The five men began by composing songs for Mass in the chapel at Saint Louis University’s Fusz Memorial Hall more than 50 years ago. The group blended poetry, chant, classical music, Broadway show tunes, folk songs and rock ‘n’ roll to compose songs anyone could sing. The music drew a crowd. 

Eventually, the St. Louis Jesuits, as they became known, were invited to sing at St. Francis Xavier College Church. The St. Louis Jesuits’ first collection of liturgical music, Neither Silver Nor Gold (1974), contained nearly 60 songs and sold millions. Between 1975 and 1986, the St. Louis Jesuits recorded several more albums, including their most popular, Earthen Vessels. Liturgical pieces such as “This Alone,” “City of God,” “One Bread, One Body” and “Be Not Afraid,” became staples of contemporary worship. Their music appears in the missals and hymnals used in most of the nation’s 19,000 Catholic parishes and numerous Protestant churches.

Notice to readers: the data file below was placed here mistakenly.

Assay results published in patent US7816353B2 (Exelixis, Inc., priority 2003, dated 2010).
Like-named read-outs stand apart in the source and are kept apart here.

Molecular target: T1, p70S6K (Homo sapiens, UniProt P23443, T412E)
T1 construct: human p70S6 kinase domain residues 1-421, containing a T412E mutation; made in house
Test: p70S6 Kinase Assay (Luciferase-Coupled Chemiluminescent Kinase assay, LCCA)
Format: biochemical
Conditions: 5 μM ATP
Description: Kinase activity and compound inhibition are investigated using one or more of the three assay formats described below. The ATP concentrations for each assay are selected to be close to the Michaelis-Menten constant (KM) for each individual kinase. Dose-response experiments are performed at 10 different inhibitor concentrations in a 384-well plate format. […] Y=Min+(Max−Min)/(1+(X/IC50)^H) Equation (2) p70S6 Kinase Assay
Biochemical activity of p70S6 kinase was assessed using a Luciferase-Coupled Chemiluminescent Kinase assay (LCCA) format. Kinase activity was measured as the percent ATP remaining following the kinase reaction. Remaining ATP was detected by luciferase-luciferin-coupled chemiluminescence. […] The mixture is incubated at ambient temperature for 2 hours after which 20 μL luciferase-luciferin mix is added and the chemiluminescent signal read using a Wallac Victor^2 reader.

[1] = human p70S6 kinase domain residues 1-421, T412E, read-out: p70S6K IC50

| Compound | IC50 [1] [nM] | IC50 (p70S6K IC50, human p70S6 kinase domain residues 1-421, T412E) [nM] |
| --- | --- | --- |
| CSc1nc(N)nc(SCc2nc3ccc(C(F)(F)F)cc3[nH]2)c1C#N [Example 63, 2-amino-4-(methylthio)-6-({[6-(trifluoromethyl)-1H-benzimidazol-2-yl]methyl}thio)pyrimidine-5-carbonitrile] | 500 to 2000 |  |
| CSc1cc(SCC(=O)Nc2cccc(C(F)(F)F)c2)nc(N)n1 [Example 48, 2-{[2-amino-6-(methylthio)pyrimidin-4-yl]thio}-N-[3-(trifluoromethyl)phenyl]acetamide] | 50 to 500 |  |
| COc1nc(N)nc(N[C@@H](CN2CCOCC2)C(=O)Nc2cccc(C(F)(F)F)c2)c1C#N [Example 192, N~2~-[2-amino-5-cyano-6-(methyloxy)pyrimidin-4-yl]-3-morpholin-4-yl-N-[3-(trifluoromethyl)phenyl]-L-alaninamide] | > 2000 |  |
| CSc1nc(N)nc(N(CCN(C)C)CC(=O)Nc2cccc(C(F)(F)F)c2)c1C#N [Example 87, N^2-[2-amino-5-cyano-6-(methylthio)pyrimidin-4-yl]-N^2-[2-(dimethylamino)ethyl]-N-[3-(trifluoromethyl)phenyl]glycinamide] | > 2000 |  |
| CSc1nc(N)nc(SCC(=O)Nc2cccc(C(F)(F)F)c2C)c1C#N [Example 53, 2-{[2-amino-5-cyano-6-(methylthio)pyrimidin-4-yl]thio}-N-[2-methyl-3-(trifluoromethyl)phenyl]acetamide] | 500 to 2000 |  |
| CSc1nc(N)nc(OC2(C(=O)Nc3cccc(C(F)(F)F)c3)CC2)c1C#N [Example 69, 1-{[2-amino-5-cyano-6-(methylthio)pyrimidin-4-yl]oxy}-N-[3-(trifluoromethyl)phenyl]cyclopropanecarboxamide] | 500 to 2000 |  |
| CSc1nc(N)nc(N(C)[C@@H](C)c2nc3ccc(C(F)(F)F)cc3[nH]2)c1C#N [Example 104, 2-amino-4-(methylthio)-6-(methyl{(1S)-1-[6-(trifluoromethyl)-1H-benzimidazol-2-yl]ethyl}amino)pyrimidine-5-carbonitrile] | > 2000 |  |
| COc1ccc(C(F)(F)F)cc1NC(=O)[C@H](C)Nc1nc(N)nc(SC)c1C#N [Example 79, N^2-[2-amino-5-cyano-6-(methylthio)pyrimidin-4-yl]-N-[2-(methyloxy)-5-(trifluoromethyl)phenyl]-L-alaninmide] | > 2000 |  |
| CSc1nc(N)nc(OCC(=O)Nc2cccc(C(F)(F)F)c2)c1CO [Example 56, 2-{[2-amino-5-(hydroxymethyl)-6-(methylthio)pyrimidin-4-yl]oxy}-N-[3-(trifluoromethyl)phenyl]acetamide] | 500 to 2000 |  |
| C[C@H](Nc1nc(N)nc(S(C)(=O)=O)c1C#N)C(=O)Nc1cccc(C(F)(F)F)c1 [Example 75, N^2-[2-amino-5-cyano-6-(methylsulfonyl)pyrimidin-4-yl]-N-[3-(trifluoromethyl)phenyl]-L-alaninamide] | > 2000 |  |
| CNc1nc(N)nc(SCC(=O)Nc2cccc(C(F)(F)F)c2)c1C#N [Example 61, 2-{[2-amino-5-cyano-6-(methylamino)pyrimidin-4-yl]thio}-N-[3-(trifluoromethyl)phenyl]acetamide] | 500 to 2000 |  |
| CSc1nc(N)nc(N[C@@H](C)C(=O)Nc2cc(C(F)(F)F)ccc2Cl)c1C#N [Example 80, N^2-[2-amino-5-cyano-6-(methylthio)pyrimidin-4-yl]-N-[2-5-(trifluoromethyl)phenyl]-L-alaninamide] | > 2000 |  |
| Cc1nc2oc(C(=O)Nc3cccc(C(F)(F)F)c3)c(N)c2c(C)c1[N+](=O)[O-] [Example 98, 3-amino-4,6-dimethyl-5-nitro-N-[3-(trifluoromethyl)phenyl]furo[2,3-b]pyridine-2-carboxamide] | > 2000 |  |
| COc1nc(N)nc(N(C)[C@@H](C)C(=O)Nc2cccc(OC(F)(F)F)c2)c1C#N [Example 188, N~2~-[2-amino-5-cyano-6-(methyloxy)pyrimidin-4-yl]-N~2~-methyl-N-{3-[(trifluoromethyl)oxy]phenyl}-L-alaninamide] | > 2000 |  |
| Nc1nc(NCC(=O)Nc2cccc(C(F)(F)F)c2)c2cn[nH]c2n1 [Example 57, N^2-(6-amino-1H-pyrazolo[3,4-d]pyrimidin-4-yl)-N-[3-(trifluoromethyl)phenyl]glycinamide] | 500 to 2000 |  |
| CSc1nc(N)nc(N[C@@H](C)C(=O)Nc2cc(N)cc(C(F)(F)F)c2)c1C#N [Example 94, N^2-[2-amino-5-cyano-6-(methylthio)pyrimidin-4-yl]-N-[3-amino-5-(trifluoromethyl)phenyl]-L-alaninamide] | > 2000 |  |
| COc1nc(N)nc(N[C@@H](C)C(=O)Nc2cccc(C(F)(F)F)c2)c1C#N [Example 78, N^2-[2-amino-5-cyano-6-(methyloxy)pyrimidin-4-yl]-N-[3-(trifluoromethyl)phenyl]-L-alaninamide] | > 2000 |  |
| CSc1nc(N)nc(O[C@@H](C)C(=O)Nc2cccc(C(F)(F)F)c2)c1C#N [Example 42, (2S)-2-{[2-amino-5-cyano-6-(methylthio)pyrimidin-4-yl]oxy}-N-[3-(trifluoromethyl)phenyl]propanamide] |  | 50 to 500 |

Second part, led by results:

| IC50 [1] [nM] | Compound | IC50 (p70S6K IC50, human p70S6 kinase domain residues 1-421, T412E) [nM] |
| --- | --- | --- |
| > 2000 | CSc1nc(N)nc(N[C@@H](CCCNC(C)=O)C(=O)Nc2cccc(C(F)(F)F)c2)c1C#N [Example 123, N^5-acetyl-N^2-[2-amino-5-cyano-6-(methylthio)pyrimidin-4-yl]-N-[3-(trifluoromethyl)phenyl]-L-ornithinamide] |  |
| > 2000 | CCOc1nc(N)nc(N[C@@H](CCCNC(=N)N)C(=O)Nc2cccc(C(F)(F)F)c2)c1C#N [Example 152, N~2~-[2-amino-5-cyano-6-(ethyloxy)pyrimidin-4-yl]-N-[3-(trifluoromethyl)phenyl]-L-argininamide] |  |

Music and songs composed by Schutte, Dufford, Foley, Manion and O’Connor, together with the late John Kavanaugh, S.J., have been translated into a dozen languages. Performers sang their music at President Ronald Reagan’s funeral and President Bill Clinton’s inauguration. Though they do not tour, the St. Louis Jesuits have reunited several times for special events. They led the SLU family in song at the University’s bicentennial finale celebration at Chaifetz Arena in 2018, and they performed before a sold-out crowd at Powell Symphony Hall in 2019.

Saint Louis University alumna Dr. Tiffany Anderson was the speaker for the commencement ceremony Saturday, Aug. 7, 2021, at Chaifetz Arena. Photo by Steve Dolan.Saint Louis University alumna Dr. Tiffany Anderson was the speaker for the commencement ceremony Saturday, Aug. 7, 2021, at Chaifetz Arena. Photo by Steve Dolan.

Pestello closed out the ceremony by congratulating the graduates. He reminded everyone they are now “members of the Billiken family forever.”